Heart failure following myocardial infarction (MI) is a leading cause of morbidity and mortality in the United States. MI involves cardiomyocyte death, inflammation, and remodeling of the left ventricle, which results in the formation of scar tissue and long-term loss of heart function. One therapeutic strategy is to selectively replace lost cardiomyocytes; however, there are significant challenges to identifying a cell source and engrafting viable cardiomyocytes in the injured myocardium. An alternative is to induce the proliferation of remaining cardiomyocytes towards the regeneration of functional myocardium. Our collaborators in the Morrisey group recently showed that daily, systemic injections of miR302 mimics leads to cardiomyocyte proliferation and promotes cardiac function post-MI through down-regulation of Hippo signaling in a mouse model. However, the therapy was met with several translational impediments, including off-target accumulation, a limited therapeutic time frame for effective treatment, and the inefficiency and costs associated with systemic delivery of miR302 mimics. The goal of this proposal is to develop an injectable hydrogel system to overcome these limitations by locally delivering miR302 to cardiac tissue after MI. Towards this, the first aim of this proposal is to develop guest-host assembled hydrogels based on cationic polyethyleneimine and neutral polyethylene glycol capable of (i) injection (flow through syringe or catheter), (ii) self-healing (for local deposition and retention at the injection site), and (iii) the encapsulation and release of active miR302 over tunable therapeutic windows.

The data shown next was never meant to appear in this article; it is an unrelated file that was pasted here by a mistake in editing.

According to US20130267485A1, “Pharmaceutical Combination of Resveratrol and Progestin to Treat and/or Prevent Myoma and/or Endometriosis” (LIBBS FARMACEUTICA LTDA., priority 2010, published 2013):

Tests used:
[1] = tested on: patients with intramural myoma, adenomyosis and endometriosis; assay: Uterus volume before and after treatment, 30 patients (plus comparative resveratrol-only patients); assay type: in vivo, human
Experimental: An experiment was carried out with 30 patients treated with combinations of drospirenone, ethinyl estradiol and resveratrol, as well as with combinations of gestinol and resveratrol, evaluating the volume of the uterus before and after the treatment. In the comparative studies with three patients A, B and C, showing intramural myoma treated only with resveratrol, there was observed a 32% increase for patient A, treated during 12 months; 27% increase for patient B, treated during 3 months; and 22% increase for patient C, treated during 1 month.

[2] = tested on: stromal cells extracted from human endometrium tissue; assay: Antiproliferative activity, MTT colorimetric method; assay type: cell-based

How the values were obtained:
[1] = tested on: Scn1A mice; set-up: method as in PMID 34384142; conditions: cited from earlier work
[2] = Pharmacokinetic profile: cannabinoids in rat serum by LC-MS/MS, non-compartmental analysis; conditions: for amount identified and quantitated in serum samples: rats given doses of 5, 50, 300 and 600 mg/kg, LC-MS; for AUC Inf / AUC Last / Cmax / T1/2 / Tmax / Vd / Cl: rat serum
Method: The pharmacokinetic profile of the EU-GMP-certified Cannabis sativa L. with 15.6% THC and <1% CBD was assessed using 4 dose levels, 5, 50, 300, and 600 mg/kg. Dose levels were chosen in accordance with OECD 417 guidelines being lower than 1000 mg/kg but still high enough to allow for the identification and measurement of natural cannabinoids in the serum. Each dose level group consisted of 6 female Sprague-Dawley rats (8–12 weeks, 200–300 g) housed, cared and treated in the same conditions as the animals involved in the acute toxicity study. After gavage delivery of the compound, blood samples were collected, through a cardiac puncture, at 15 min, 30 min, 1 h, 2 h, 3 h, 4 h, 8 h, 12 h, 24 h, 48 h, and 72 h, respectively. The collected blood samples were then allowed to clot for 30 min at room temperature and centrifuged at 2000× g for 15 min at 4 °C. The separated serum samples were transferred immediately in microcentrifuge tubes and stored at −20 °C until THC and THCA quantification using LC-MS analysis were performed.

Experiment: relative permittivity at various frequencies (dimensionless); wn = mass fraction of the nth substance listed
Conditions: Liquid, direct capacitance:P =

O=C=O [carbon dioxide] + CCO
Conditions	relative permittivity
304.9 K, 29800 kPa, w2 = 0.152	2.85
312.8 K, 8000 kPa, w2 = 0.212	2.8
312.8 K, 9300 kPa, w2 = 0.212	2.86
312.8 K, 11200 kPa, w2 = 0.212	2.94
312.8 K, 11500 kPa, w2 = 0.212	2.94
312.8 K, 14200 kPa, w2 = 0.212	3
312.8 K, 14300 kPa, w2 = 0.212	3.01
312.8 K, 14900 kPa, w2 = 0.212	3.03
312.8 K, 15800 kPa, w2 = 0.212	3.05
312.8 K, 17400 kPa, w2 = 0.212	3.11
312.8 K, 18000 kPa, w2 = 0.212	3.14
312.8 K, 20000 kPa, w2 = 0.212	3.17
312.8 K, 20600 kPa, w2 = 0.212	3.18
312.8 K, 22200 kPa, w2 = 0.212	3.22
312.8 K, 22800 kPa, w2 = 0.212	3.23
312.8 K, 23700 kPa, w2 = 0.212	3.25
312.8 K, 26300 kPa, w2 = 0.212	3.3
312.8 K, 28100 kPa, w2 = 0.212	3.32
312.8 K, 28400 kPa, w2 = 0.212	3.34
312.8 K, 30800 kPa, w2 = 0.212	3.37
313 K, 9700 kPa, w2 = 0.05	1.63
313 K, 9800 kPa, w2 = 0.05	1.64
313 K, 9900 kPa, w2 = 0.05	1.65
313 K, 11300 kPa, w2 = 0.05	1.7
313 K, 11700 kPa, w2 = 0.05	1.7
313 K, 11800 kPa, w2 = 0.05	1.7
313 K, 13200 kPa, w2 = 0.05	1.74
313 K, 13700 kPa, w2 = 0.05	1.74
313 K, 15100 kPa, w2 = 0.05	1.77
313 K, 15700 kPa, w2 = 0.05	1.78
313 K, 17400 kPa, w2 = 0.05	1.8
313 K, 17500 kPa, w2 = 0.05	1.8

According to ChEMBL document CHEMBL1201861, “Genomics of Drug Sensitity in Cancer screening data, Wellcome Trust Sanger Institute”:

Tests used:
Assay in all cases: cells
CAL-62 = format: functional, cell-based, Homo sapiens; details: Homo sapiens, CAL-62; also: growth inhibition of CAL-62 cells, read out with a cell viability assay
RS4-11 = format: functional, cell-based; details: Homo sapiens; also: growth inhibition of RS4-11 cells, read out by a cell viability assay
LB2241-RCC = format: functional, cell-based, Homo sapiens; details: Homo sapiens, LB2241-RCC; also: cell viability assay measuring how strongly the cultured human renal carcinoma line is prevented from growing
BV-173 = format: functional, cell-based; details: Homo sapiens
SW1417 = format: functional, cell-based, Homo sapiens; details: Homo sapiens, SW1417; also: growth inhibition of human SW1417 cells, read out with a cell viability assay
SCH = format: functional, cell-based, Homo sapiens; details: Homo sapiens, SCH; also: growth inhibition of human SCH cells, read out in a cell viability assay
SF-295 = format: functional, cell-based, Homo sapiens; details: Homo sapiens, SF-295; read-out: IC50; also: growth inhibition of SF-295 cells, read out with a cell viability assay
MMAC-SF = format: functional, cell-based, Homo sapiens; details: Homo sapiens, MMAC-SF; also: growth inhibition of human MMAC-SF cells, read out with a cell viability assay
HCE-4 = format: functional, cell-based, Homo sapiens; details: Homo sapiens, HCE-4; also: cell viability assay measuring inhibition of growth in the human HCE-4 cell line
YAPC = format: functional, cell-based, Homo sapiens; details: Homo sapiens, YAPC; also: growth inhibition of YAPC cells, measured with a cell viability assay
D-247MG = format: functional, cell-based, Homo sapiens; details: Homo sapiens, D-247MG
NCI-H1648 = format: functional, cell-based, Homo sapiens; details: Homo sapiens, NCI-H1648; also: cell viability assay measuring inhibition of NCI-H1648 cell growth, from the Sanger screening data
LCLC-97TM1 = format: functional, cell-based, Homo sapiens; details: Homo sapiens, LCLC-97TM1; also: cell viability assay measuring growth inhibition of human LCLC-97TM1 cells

The second aim of this proposal is to apply this technology in a small animal model of MI to promote healing and improved global cardiac function. The long-term goal of this research is to develop a platform to deliver various forms of RNAi to cardiac tissue post-MI using a catheter-deliverable hydrogel engineered as an effective drug delivery system. In addition to the research proposal, this fellowship includes a training plan through which I will gain clinical experience, expand my scientific background through collaboration with the Atluri and Morrisey groups, and present my research findings both on and off campus.
Heart attack is one of the leading causes of death in the United States. During a heart attack, blood vessels supplying heart tissue are blocked, and heart cells, named cardiomyocytes, are deprived of nutrients and die. This can lead to heart failure. Therapeutic molecules, known as microRNAs, can be delivered to make cardiomyocytes grow to replace the dead cells following a heart attack. We propose using a hydrogel, a drug delivery system, to slowly release these miRNAs over time in the heart to recover cardiomyocytes and promote heart function.
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|Wang, Leo L; Liu, Ying; Chung, Jennifer J et al. (2017) Local and sustained miRNA delivery from an injectable hydrogel promotes cardiomyocyte proliferation and functional regeneration after ischemic injury. Nat Biomed Eng 1:983-992|